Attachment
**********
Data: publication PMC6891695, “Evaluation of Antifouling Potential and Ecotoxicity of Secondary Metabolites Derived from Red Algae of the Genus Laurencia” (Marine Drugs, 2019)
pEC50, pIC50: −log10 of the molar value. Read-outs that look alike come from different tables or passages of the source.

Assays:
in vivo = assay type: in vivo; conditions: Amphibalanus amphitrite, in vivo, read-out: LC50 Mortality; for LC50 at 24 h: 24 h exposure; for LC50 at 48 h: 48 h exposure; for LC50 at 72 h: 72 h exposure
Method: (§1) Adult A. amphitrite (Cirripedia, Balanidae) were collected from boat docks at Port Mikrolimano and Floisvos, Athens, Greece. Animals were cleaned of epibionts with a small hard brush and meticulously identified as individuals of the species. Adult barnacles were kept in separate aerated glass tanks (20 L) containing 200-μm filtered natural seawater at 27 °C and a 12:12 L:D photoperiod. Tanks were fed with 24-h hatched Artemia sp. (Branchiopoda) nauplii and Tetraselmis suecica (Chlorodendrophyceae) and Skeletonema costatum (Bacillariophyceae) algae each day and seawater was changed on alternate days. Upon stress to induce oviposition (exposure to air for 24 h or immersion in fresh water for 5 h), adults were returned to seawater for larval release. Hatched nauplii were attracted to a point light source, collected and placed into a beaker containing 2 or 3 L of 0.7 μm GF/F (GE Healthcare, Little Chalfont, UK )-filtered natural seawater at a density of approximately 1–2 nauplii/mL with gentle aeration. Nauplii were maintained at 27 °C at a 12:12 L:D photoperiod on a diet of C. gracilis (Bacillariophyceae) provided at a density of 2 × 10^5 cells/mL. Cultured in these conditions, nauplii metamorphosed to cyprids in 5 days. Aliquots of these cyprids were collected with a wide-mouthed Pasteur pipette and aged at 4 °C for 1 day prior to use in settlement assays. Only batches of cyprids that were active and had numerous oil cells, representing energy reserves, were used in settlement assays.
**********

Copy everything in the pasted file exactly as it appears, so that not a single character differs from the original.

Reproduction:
Data: publication PMC6891695, “Evaluation of Antifouling Potential and Ecotoxicity of Secondary Metabolites Derived from Red Algae of the Genus Laurencia” (Marine Drugs, 2019)
pEC50, pIC50: −log10 of the molar value. Read-outs that look alike come from different tables or passages of the source.

Assays:
in vivo = assay type: in vivo; conditions: Amphibalanus amphitrite, in vivo, read-out: LC50 Mortality; for LC50 at 24 h: 24 h exposure; for LC50 at 48 h: 48 h exposure; for LC50 at 72 h: 72 h exposure
Method: (§1) Adult A. amphitrite (Cirripedia, Balanidae) were collected from boat docks at Port Mikrolimano and Floisvos, Athens, Greece. Animals were cleaned of epibionts with a small hard brush and meticulously identified as individuals of the species. Adult barnacles were kept in separate aerated glass tanks (20 L) containing 200-μm filtered natural seawater at 27 °C and a 12:12 L:D photoperiod. Tanks were fed with 24-h hatched Artemia sp. (Branchiopoda) nauplii and Tetraselmis suecica (Chlorodendrophyceae) and Skeletonema costatum (Bacillariophyceae) algae each day and seawater was changed on alternate days. Upon stress to induce oviposition (exposure to air for 24 h or immersion in fresh water for 5 h), adults were returned to seawater for larval release. Hatched nauplii were attracted to a point light source, collected and placed into a beaker containing 2 or 3 L of 0.7 μm GF/F (GE Healthcare, Little Chalfont, UK )-filtered natural seawater at a density of approximately 1–2 nauplii/mL with gentle aeration. Nauplii were maintained at 27 °C at a 12:12 L:D photoperiod on a diet of C. gracilis (Bacillariophyceae) provided at a density of 2 × 10^5 cells/mL. Cultured in these conditions, nauplii metamorphosed to cyprids in 5 days. Aliquots of these cyprids were collected with a wide-mouthed Pasteur pipette and aged at 4 °C for 1 day prior to use in settlement assays. Only batches of cyprids that were active and had numerous oil cells, representing energy reserves, were used in settlement assays.